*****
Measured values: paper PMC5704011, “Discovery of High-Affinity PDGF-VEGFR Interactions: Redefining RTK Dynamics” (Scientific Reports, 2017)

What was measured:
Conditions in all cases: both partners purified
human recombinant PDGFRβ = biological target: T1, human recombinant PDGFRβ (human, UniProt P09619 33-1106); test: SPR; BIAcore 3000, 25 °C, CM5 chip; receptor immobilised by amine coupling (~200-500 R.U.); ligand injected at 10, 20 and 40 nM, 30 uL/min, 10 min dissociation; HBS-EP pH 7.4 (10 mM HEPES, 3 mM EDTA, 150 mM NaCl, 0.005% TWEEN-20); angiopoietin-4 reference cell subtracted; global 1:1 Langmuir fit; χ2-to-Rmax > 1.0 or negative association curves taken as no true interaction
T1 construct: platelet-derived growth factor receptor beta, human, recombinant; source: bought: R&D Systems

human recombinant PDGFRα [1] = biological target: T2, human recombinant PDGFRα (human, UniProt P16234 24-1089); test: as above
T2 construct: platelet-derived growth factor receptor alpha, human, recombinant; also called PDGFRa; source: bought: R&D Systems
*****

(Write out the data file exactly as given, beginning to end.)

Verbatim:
Measured values: paper PMC5704011, “Discovery of High-Affinity PDGF-VEGFR Interactions: Redefining RTK Dynamics” (Scientific Reports, 2017)

What was measured:
Conditions in all cases: both partners purified
human recombinant PDGFRβ = biological target: T1, human recombinant PDGFRβ (human, UniProt P09619 33-1106); test: SPR; BIAcore 3000, 25 °C, CM5 chip; receptor immobilised by amine coupling (~200-500 R.U.); ligand injected at 10, 20 and 40 nM, 30 uL/min, 10 min dissociation; HBS-EP pH 7.4 (10 mM HEPES, 3 mM EDTA, 150 mM NaCl, 0.005% TWEEN-20); angiopoietin-4 reference cell subtracted; global 1:1 Langmuir fit; χ2-to-Rmax > 1.0 or negative association curves taken as no true interaction
T1 construct: platelet-derived growth factor receptor beta, human, recombinant; source: bought: R&D Systems

human recombinant PDGFRα [1] = biological target: T2, human recombinant PDGFRα (human, UniProt P16234 24-1089); test: as above
T2 construct: platelet-derived growth factor receptor alpha, human, recombinant; also called PDGFRa; source: bought: R&D Systems